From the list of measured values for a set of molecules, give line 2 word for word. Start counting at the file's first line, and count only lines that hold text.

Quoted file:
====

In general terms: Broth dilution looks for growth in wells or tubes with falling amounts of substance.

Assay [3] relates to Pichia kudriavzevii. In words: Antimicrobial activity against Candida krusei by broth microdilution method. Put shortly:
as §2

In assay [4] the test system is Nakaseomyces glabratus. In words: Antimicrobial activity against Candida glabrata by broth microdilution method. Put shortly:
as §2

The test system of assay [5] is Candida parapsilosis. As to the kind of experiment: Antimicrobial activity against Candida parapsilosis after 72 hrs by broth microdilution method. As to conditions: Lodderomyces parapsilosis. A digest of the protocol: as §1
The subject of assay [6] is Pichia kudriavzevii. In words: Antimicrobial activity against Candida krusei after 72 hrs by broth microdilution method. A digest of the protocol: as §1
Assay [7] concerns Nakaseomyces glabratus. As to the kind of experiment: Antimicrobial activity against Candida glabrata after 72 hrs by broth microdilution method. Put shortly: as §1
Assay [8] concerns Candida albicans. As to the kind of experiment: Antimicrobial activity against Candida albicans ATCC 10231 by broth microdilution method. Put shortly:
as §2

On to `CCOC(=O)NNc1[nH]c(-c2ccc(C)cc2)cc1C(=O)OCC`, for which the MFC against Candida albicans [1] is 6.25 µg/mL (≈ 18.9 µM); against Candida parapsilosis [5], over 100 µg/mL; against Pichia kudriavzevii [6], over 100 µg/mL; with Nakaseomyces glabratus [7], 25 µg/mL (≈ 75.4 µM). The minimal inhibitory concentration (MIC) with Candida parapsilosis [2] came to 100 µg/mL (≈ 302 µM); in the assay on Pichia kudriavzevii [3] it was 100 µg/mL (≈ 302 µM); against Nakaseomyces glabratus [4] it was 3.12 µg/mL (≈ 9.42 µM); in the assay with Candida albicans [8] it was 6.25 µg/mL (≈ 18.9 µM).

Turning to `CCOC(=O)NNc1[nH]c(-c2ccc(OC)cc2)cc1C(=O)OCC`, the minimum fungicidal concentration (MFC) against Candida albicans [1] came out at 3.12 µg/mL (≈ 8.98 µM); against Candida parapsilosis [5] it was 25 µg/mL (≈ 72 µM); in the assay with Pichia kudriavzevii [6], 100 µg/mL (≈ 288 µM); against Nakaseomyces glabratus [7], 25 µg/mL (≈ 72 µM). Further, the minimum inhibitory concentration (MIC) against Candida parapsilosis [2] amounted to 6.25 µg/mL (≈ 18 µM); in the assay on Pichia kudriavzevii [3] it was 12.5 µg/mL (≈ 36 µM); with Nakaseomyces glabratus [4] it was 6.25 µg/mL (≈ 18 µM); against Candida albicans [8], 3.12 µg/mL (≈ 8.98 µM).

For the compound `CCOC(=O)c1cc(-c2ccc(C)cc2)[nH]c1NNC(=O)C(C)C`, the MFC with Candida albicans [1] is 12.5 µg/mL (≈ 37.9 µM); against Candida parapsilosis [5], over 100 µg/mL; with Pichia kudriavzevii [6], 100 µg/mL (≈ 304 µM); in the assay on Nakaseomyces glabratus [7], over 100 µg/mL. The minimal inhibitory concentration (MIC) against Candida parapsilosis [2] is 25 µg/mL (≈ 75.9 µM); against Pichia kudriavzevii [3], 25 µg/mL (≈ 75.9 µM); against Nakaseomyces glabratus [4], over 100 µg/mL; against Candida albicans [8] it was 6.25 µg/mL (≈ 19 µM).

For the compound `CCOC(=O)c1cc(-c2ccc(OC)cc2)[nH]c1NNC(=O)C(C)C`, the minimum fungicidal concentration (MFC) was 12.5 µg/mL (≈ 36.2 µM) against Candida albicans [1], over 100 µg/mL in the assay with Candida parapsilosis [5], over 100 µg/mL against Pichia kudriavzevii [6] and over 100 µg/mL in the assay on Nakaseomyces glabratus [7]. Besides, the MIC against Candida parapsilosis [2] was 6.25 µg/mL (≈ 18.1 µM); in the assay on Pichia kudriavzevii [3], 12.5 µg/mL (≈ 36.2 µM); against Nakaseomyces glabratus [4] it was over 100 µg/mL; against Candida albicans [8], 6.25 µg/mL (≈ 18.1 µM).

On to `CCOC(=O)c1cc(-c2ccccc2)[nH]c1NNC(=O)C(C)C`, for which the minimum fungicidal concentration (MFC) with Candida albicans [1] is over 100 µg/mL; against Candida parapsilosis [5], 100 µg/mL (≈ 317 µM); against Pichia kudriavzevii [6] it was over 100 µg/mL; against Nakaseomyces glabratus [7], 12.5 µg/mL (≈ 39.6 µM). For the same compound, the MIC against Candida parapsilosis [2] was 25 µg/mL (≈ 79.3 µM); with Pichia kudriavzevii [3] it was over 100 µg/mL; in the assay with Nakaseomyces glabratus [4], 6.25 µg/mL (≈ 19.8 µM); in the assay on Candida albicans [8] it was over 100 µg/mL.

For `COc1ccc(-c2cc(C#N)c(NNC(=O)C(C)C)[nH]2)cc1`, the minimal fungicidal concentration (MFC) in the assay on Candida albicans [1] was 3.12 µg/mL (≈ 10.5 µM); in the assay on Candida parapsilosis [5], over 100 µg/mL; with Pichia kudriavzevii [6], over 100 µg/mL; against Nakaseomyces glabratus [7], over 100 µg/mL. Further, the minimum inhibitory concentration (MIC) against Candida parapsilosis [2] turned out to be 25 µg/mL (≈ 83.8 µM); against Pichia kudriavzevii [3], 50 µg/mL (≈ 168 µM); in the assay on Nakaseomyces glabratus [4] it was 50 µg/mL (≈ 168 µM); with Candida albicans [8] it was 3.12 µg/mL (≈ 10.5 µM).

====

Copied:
Assay [3] relates to Pichia kudriavzevii. In words: Antimicrobial activity against Candida krusei by broth microdilution method. Put shortly: